New Editor of Quarterly; Dumbing Down

by Doreen Simmons

Need a friendly ear to pour your troubles into? A shoulder to cry on? Somebody, anybody, to whinge at? Write to Aunt Eva, who has been through it all and can share your pain. The names are changed, but the situations are real.

Today, the palmy days of the quality publishing business in Japan are over; Aunt Eva commiserates with a victim of the recession but takes a rather jaundiced view of alternative solutions.


Dear Aunt Eva:    

I’m discouraged. As hard as many of us in SWET have been working for years to support high standards of English publishing in Japan, and to raise consciousness about them, lately it seems like we’re fighting a losing battle.

The latest news is that an English-language quarterly journal that has been published since the 1950s by a major Japanese-language daily newspaper company is going to be “overhauled” in order to become a money-maker for the company. The word is that this venerable publication—which was one of the few venues where Japanese writers could express their views in sophisticated English through translation—may become a journal through which Japanese can study English, with the writing “simplified” and fact-checking and editing dispensed with.

Is all serious English writing and editing doomed to become grist for the bottom-liners and reduced to the lowest common denominator? What can I do besides . . . weep?

Ida Goodmind, Tokyo

Aunt Eva answers:

Oh, wouldn’t it just rot your socks! Life for the foreign professional in Japan certainly goes round in circles. The only question is: is it a turntable or a spiral staircase? In other words, do we keep coming back to the same identical point, or are we at the same place but at a somewhat higher level? The basic problem, as I see it, is that the people who make the big decisions are not the ones who deal with the foreign language, the gaijin staff, or the foreign consumer of whatever they are putting out. Their overwhelming concern is to show their masters, who are even further removed from the product and from the consumers, that they are doing a good job. If a prestigious magazine aimed at foreign intellectuals doesn’t quite pay its way, find a more profitable readership—and what more profitable than the millions of Japanese who have been taught from childhood that, although they don’t hear or speak English very well, their reading comprehension is perfect? Make the magazine easier, add some notes or subtitles, and with any luck you’ll triple the circulation in no time. If you don’t, simplify it still more, get rid of any remaining sub-editors with publishing experience, and hire someone who’s just arrived and thinks it’s wonderful to have a job—any job—in this great Land of Opportunity.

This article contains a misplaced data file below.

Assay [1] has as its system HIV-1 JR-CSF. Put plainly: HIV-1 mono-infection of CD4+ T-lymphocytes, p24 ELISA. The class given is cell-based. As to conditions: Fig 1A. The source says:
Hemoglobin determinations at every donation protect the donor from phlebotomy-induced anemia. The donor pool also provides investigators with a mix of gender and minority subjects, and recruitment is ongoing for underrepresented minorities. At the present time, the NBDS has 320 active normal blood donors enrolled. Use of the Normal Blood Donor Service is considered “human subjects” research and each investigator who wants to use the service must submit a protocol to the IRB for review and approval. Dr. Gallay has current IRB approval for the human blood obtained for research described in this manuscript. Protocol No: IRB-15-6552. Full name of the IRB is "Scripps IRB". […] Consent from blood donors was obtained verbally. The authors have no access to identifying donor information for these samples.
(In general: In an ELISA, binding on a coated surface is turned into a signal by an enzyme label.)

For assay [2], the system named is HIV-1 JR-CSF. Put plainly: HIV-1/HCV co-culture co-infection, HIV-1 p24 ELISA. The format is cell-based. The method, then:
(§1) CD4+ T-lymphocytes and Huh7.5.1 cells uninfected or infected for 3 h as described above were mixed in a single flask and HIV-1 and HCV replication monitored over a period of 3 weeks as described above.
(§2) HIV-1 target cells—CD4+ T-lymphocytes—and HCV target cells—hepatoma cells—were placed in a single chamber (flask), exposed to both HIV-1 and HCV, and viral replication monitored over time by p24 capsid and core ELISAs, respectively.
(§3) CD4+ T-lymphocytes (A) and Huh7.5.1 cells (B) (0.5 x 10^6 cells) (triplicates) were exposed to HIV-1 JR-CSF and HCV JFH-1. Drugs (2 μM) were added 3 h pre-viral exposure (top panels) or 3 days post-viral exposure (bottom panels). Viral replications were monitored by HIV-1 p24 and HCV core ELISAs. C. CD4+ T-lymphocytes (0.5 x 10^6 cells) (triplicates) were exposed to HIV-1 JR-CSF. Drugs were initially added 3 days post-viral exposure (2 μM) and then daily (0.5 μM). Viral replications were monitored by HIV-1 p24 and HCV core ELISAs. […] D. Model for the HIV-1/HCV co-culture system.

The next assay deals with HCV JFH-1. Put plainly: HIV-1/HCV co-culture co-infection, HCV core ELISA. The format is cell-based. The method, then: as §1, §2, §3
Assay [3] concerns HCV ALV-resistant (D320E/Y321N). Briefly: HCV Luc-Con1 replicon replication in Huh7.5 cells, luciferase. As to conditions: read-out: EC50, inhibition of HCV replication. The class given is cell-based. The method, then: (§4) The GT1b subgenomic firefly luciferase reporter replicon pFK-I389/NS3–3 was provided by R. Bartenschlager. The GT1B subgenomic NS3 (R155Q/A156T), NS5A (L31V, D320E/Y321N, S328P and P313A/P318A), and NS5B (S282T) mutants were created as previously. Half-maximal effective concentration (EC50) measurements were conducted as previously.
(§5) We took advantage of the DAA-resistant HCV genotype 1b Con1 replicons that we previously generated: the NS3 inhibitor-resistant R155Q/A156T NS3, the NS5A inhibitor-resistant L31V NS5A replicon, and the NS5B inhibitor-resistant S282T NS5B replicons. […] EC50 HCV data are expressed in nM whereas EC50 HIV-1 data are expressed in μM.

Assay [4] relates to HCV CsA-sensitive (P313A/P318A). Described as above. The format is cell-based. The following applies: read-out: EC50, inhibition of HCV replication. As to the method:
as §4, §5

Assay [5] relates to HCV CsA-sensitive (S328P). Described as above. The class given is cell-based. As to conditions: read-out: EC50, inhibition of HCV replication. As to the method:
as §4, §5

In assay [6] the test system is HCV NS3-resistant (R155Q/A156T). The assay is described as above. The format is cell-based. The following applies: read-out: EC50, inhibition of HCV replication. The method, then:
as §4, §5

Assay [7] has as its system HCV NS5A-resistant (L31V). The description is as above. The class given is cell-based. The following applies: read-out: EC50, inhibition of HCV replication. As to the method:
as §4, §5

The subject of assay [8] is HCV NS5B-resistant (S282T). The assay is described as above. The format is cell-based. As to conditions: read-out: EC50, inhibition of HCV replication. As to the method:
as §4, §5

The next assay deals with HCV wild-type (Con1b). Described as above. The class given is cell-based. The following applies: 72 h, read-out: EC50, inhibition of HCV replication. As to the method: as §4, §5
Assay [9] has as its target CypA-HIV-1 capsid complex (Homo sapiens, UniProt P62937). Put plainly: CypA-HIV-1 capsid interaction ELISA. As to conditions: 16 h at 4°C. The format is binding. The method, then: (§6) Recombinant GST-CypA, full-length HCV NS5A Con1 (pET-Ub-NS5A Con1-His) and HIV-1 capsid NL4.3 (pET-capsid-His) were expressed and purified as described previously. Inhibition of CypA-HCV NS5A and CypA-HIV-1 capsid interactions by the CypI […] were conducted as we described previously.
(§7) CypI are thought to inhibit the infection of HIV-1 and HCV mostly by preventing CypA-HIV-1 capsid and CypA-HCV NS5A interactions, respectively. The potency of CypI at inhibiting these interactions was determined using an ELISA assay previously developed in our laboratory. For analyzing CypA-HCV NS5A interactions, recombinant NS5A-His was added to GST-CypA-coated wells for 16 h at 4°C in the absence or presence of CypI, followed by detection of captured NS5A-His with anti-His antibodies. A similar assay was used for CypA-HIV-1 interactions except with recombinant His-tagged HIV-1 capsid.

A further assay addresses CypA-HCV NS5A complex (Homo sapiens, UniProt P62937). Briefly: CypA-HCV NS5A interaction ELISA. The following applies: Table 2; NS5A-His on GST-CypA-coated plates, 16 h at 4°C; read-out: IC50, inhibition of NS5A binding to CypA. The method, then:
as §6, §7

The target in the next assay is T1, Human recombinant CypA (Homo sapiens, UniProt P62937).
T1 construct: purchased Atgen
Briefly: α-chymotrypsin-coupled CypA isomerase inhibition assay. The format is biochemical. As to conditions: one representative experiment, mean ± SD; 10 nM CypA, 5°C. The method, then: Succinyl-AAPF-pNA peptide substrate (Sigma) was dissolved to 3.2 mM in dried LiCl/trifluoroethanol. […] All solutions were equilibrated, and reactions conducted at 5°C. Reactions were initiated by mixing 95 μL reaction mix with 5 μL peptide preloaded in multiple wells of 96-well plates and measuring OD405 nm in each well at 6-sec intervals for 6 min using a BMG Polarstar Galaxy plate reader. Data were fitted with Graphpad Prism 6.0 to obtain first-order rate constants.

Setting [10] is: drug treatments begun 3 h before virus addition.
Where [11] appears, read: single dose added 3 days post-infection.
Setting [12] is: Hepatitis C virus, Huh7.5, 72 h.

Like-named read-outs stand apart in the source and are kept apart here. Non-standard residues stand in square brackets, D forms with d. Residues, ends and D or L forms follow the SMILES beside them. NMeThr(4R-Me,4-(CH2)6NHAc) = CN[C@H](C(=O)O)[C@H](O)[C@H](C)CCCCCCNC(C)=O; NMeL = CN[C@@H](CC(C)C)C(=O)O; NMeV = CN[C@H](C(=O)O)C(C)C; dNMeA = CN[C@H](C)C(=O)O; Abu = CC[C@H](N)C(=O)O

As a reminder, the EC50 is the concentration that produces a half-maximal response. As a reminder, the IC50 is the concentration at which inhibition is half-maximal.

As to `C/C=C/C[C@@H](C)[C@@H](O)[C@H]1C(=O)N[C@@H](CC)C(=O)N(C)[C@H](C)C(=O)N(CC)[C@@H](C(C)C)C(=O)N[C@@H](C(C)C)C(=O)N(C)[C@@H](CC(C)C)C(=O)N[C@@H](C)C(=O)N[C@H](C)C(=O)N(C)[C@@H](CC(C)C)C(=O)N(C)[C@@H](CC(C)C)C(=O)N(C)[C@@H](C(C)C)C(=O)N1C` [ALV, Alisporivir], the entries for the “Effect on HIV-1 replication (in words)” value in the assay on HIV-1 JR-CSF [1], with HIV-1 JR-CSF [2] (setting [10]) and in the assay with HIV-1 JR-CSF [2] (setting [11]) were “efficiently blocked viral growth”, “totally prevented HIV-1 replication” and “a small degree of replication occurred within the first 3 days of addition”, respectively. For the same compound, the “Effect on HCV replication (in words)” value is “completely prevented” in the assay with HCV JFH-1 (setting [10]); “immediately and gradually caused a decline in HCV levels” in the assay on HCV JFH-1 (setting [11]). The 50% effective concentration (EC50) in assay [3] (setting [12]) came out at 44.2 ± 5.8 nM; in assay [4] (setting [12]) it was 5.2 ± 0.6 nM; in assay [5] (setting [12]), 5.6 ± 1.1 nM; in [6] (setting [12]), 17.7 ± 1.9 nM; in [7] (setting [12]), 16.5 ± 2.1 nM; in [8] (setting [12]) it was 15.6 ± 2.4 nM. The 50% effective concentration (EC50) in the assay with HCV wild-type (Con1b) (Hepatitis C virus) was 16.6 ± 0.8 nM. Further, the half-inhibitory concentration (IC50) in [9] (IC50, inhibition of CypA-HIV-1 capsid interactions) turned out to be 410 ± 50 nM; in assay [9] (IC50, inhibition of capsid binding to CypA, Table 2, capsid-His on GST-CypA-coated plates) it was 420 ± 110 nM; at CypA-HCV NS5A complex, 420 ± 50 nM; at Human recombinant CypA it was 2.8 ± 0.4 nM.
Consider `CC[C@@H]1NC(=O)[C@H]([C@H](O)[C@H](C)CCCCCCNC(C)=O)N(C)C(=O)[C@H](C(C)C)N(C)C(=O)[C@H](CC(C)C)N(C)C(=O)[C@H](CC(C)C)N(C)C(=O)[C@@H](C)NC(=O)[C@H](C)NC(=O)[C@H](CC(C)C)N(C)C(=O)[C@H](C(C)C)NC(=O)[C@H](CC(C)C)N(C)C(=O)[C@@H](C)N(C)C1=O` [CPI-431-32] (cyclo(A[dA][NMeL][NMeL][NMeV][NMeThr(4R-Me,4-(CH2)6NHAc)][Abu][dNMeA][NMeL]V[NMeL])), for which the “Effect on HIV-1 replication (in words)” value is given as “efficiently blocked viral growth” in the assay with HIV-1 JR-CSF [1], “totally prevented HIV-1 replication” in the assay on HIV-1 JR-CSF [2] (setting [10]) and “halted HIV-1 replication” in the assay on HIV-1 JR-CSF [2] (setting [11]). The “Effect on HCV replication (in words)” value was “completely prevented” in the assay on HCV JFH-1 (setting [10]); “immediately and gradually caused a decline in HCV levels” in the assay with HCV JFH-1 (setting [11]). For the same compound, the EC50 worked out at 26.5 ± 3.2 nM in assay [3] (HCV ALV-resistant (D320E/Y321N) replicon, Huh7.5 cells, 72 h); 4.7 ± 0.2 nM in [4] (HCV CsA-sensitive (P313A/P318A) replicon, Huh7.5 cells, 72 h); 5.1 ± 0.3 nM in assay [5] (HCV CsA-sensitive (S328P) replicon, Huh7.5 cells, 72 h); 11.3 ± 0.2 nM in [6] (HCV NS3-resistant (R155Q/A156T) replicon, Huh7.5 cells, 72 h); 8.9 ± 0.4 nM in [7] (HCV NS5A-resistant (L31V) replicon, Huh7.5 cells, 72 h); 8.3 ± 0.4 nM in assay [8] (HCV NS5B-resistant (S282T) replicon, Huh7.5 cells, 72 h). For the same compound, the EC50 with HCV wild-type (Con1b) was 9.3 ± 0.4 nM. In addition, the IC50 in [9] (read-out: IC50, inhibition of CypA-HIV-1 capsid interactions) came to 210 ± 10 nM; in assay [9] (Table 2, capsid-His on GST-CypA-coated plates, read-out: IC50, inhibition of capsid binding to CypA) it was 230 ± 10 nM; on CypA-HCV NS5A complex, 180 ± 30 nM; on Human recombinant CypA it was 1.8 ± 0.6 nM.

And this, dear Ida, is the soft underbelly of our profession. Only the well-nourished cat turns its nose up at diseased or lame mice. For every one of us who can afford occasionally to tell a client to deep-six his genkō or keep his money, there is a horde of newcomers who will do what they are told. They may even display a naive delight in their usefulness to Japanese society. One young man told me proudly, “I was unemployed at home; but after a few months of teaching in a language school here, I’m actually helping to produce an English   dictionary.” (It turned out to be a dictionary of such lively colloquialisms as “toodle-oo”  and “chin-chin,” and he was a bit worried about it.)                         

It’s probably too late to help the journal you mention, Ida; but some SWETers are also in the business of reviewing Japan’s English-language publications. I hope it gets a fitting epitaph.

Eva Hartupp

Quickie question:

Aunt Eva, have you come across any errors that couldn’t be handled by one of the checking programs?   
A: Not sure. How about these: a) “Arrangements were made to evacuate Japanese and foreigners out of Kuwait.” Is there a Wordstar or similar program that recalls that in Kuwait, Japanese are foreigners too? b) “The XXX foundation has donated sound and lightning equipment to the YYY Theater.” Maybe they’ve stolen somebody’s thunder too? c) “Old parliamentary papers and statues are kept in the Archives.” I suppose old statues have to go somewhere, but in this case it was statutes.

From Newsletter Number 69 (March 1996)